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|With the pervasive use of smartphones that sense, collect, and process valuable information about the environment, ensuring location privacy has become one of the most important concerns in the modern age. A few recent research studies discuss the feasibility of processing sensory data gathered by a smartphone to locate the phone's owner, even when the user does not intend to share his location information, e.g., when the user has turned off the Global Positioning System (GPS) on the device. Previous research efforts rely on at least one of the two following fundamental requirements, which impose significant limitations on the adversary: (i) the attacker must accurately know either the user's initial location or the set of routes through which the user travels and/or (ii) the attacker must measure a set of features, e.g., device acceleration, for different potential routes in advance and construct a training dataset. In this paper, we demonstrate that neither of the above-mentioned requirements is essential for compromising the user's location privacy. We describe PinMe, a novel user-location mechanism that exploits non-sensory/sensory data stored on the smartphone, e.g., the environment's air pressure and device's timezone, along with publicly-available auxiliary information, e.g., elevation maps, to estimate the user's location when all location services, e.g., GPS, are turned off. Unlike previously-proposed attacks, PinMe neither requires any prior knowledge about the user nor a training dataset on specific routes. We demonstrate that PinMe can accurately estimate the user's location during four activities (walking, traveling on a train, driving, and traveling on a plane). We also suggest several defenses against the proposed attack.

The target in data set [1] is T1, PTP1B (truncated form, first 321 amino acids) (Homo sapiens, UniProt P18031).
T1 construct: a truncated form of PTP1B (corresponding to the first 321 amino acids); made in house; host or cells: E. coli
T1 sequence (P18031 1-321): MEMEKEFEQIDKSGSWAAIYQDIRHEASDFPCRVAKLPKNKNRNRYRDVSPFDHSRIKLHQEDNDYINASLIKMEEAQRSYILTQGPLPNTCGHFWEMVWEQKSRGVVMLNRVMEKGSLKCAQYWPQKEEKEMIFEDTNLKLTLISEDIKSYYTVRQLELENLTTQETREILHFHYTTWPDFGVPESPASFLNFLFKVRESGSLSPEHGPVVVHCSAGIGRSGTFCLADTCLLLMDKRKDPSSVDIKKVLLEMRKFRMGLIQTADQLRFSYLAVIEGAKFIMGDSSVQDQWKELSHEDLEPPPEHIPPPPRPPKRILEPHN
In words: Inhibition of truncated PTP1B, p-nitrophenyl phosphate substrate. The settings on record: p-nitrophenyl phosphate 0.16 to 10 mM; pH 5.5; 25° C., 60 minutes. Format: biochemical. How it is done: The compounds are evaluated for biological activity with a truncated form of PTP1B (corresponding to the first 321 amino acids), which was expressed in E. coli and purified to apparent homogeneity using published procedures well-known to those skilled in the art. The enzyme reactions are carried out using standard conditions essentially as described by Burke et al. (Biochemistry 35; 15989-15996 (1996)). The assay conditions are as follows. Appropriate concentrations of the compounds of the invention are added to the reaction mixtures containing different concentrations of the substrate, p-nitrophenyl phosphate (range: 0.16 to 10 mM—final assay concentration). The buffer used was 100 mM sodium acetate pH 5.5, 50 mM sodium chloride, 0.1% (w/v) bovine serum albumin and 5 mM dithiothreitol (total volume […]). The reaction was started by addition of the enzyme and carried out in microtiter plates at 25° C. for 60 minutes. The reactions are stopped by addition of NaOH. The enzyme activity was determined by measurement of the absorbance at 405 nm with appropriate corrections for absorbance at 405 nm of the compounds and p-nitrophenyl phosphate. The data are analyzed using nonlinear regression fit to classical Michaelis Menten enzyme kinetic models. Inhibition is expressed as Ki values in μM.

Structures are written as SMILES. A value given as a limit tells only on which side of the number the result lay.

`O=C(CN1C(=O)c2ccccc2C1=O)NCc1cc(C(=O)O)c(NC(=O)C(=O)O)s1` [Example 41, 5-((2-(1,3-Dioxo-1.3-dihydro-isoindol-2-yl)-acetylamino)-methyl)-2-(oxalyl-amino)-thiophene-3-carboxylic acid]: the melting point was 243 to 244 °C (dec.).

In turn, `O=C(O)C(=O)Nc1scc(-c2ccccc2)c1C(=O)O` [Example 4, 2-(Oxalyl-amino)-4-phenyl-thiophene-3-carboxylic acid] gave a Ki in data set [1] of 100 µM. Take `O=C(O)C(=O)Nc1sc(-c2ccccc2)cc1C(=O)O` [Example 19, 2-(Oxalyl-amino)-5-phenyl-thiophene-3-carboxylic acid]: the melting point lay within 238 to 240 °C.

|Mosenia, Arsalan, Dai, Xiaoliang, Mittal, Prateek, Jha, Niraj K. (2018). PinMe: Tracking a Smartphone User around the World. IEEE Transactions on Multi-Scale Computing Systems, 4 (3), 420 - 435. doi:10.1109/tmscs.2017.2751462
|420 - 435
|Type of Material:
|IEEE Transactions on Multi-Scale Computing Systems
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